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Part I: Applying Dynamic HTML > The State of the Art

Chapter 1. The State of the Art

It wasn't all that long ago that becoming a web page authoring wizard required little more than an understanding of a few dozen Hypertext Markup Language (HTML) tags, and perhaps modest experience with a scanner and a graphics program to generate a corporate logo image file. Armed with that knowledge, you could start an Internet design business or become the online content guru at a Fortune 500 company. Ah, those were the good old days...about two years ago.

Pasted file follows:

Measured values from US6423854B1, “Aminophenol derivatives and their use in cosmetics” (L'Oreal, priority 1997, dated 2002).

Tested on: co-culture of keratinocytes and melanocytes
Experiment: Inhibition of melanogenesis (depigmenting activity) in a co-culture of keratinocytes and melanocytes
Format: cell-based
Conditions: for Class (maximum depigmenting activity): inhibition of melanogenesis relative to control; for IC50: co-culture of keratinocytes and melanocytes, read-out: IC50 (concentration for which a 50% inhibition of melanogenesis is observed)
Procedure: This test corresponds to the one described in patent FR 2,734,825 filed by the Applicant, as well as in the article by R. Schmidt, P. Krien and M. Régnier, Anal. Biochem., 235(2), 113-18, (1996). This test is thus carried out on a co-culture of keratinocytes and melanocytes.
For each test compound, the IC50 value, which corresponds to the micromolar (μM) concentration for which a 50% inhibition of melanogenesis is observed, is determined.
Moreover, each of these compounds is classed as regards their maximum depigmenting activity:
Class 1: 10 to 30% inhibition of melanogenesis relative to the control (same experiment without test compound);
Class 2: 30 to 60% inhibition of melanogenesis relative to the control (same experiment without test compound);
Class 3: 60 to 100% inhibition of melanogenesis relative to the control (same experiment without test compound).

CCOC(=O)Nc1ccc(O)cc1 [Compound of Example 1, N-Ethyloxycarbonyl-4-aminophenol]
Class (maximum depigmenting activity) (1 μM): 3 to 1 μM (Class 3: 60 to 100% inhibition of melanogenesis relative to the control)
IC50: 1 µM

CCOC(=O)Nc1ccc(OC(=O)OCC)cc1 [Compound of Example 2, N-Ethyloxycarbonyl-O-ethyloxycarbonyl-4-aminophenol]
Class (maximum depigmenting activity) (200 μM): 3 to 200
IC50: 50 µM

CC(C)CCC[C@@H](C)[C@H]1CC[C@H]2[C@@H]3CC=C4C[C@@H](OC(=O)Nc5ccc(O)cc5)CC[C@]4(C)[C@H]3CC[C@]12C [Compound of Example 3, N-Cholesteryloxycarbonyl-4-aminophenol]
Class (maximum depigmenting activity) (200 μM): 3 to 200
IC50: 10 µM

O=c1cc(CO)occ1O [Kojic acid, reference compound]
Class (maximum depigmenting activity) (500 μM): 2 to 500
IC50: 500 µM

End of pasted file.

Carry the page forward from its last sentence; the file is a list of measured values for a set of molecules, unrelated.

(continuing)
The stakes are much higher now. The hobby phase is over. The Internet is big business. Competition for visitor "hits" is enormous, as it becomes more and more difficult to get your site noticed, much less bookmarked. Sensing that the authoring world wanted more out of HTML than a poor imitation of the printed page, the web browser makers and the Internet standards bodies have been expanding the capabilities of web pages at a feverish pace. These changes are allowing us to make our pages more dynamic—pages that can "think and do" on their own, without much help from the server once they have been loaded in the browser. But at the same time, what we authors have to do to make our new, fancy content play on all the browsers is constantly changing.


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